Display Settings:


Send to:

Choose Destination
See comment in PubMed Commons below
Neuroradiology. 2013 Jan;55(1):65-70. doi: 10.1007/s00234-012-1070-4. Epub 2012 Jul 31.

Lack of aneurysm formation after carotid artery ligation in rabbits: a polymer MICROFIL® study.

Author information

  • 1Neuroradiology Research Laboratory, Department of Radiology, Mayo Clinic, 200 First Street SW, Rochester, MN 55905, USA.



Previous studies have noted formation of saccular aneurysms along the distal basilar artery/P1 segments after carotid ligation in rabbits. In this prospective study we employed MICROFIL®, a polymer, which was used to fill the entire arterial tree, to examine the incidence of microaneurysm formation following right common carotid artery (RCCA) ligation in rabbits.


RCCA ligation was performed in 18 New Zealand White rabbits for 0 day (n = 2), 3 weeks (n = 6), or 16 weeks (n = 10). Three control rabbits without carotid surgery were sacrificed at 4 weeks. At the time of sacrifice, MICROFIL® MV-122 yellow was injected through left CCA to fill cerebral vasculature. After gross photographs were taken, specimens were embedded, sectioned, and stained for histopathological evaluation. Tissue and sections were carefully evaluated for microaneurysm formation, defined as a localized dilatation of the vessel wall, associated with fragmentation or complete loss of the internal elastic lamina (IEL), and/or medial degeneration.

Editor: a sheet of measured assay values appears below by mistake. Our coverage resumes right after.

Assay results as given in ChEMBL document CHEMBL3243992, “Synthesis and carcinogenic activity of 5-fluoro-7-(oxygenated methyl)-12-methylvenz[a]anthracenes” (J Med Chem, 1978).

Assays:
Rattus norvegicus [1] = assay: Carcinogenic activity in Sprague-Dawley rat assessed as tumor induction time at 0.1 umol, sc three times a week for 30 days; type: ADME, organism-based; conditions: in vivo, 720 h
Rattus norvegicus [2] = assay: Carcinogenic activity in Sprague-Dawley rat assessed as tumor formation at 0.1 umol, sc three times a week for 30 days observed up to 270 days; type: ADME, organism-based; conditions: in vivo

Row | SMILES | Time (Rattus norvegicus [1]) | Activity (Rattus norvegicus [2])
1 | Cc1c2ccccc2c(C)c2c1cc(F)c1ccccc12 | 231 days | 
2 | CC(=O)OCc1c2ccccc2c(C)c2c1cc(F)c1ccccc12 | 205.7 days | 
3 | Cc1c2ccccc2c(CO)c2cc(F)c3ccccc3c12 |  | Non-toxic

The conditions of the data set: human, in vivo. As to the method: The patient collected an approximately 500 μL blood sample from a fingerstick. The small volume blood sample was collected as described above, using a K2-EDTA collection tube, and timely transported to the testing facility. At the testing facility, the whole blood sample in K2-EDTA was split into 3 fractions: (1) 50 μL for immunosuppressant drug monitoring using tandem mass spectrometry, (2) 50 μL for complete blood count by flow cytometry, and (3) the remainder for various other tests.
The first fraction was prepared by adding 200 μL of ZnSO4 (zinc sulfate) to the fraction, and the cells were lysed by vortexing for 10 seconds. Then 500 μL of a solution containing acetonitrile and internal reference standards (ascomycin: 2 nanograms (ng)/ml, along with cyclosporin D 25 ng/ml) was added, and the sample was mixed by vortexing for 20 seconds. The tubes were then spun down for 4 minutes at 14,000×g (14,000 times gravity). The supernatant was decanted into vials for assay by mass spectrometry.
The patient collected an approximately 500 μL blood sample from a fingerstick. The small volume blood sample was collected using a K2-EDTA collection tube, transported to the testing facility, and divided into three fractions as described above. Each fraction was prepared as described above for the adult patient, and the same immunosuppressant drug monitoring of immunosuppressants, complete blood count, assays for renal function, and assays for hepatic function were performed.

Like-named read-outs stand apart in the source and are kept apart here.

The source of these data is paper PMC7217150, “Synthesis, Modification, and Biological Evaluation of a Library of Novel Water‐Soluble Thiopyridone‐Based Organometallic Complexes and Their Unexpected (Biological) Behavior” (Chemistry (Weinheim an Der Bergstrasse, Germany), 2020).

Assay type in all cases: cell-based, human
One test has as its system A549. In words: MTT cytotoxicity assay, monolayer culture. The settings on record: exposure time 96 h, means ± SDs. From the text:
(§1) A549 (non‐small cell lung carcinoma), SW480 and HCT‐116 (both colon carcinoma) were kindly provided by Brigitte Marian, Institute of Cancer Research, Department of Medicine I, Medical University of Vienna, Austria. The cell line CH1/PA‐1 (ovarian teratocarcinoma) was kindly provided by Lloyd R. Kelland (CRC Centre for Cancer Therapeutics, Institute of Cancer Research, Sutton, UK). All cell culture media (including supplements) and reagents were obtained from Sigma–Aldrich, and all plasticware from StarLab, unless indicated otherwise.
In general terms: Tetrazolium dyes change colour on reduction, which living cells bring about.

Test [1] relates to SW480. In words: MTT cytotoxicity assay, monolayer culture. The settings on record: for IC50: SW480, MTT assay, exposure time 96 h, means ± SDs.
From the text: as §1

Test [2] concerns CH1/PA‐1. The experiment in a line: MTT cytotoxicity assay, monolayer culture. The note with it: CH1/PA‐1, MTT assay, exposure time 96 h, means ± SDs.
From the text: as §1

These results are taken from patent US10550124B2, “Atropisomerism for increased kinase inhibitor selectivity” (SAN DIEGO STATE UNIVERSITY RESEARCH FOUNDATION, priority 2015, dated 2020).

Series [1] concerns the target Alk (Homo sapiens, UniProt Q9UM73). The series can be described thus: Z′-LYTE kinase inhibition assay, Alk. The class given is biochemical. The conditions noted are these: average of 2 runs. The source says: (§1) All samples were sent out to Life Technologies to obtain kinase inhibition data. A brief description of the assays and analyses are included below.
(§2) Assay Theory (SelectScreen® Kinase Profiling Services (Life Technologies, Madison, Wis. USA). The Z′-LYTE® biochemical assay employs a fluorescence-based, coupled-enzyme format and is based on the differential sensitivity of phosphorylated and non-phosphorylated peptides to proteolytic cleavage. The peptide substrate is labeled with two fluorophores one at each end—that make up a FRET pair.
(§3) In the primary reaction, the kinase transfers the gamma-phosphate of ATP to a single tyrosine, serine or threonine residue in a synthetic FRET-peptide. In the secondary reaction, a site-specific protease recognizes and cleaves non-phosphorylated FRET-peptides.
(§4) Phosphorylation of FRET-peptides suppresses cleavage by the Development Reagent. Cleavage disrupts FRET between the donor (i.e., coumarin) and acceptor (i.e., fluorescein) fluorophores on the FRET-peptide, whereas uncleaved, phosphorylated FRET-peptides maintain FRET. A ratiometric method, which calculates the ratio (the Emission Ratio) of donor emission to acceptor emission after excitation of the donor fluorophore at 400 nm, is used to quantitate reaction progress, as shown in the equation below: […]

Gross examination with MICROFIL® opacification demonstrated no evidence of saccular aneurysm formation, but prominent perforating vessels were present in all 19 cases at, or adjacent to, the basilar terminus. Branches noted upon gross examination corresponded histologically to small, saccular contour defects, which demonstrated apparent loss of the IEL and apparent medial thinning. These observations, however, were a consequence of sectioning through the bases of perforating arteries, which simulated microaneurysm formation.


Unilateral carotid ligation does not induce microaneurysm formation at the basilar terminus in rabbits. Prominent perforating arteries as well as tissue injury from the processing may simulate "aneurysms" histologically.

[PubMed - indexed for MEDLINE]
Free PMC Article

Images from this publication.See all images (4)Free text

Fig. 1
Fig. 2
Fig. 3
Fig. 4
PubMed Commons home

PubMed Commons

How to join PubMed Commons

    Supplemental Content

    Full text links

    Icon for Springer Icon for PubMed Central
    Loading ...
    Write to the Help Desk